Den of the Cyphered Wolf

Wednesday, October 5, 2016

Mulan and Filial Piety AKA It's Time to Deal With My Junior Issues

So. Disney decided to remake Mulan.  Okay then.

With the exceptions of Pete's Dragon and Maleficent, I have never quite been able to get on board with the Disney remake thing. While I see value in remaking these stories since many of them are folk tales that go beyond Disney, I have a general lack of faith that Disney will do anything new with them.

Which is a shame.

The reason why I like Mulan is because it introduced me to cinematic and storytelling traditions I might not have been paying attention to at 11. Mulan was my first war movie.

And not just a war movie. A Chinese war movie.

That being said despite how much I like it, I will freely admit that the movie was constrained by it's audience and its studio and I doubt within the confines of a Disney Remake I'm going to get the Mulan movie I want to see.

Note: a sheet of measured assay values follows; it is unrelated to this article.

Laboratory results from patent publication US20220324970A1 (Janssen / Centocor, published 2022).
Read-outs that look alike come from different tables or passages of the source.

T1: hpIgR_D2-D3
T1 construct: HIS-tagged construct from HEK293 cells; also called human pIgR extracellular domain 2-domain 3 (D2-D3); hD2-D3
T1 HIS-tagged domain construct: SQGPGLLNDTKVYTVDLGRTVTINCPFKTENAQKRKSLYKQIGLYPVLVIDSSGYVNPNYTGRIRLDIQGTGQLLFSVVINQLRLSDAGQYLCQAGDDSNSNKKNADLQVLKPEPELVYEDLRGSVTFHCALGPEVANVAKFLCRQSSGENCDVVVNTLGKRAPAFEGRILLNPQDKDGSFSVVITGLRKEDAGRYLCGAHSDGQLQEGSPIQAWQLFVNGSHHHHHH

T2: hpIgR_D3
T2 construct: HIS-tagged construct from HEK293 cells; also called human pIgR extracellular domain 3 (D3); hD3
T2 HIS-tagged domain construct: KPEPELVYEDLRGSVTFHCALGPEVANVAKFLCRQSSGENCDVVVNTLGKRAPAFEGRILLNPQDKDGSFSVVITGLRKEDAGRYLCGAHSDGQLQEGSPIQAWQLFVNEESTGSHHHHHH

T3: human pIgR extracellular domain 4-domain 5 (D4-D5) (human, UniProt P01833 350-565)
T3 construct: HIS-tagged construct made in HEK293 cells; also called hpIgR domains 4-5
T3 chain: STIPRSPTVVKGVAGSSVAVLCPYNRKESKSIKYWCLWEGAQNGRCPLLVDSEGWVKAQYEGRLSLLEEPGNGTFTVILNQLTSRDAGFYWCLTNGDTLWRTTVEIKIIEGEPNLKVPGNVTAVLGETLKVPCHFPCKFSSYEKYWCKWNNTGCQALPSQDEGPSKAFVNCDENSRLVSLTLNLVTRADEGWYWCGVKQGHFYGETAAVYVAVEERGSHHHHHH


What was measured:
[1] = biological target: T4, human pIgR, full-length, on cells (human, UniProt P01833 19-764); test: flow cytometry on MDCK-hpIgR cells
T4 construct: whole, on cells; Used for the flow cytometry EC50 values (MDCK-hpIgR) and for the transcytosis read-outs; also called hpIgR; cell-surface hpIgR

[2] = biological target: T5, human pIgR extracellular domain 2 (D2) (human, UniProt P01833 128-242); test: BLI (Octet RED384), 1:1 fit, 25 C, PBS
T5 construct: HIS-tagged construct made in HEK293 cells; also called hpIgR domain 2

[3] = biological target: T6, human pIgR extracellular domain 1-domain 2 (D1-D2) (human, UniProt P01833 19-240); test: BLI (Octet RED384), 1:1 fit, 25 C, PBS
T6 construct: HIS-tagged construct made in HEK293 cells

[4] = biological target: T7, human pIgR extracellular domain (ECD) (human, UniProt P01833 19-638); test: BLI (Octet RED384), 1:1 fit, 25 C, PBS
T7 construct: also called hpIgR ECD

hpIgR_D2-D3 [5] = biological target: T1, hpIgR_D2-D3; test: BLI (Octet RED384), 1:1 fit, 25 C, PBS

In almost every version of Mulan the concept of Confucian filial piety is cooked right in. And the sub text of the Disney version is all about redefining filial piety in a modern context and in remake I would like the subtext to become just text.

And this is the part where I admit I am not Asian and have a very limited understanding of Confucianism, and am using the concept as mostly a way to sort out my own junior issues. So take what I say with a grain of salt.

Father and Child

So the reason why Mulan is so important is because Mulan is the model to be followed. Confucianism is a system of morality dictating what is and is not virtuous action. And the story of Mulan is one of its standards setting forth its precepts about what the responsibility of a parent is to a child and a child to a parent, which in many ways it views as the foundational relationship.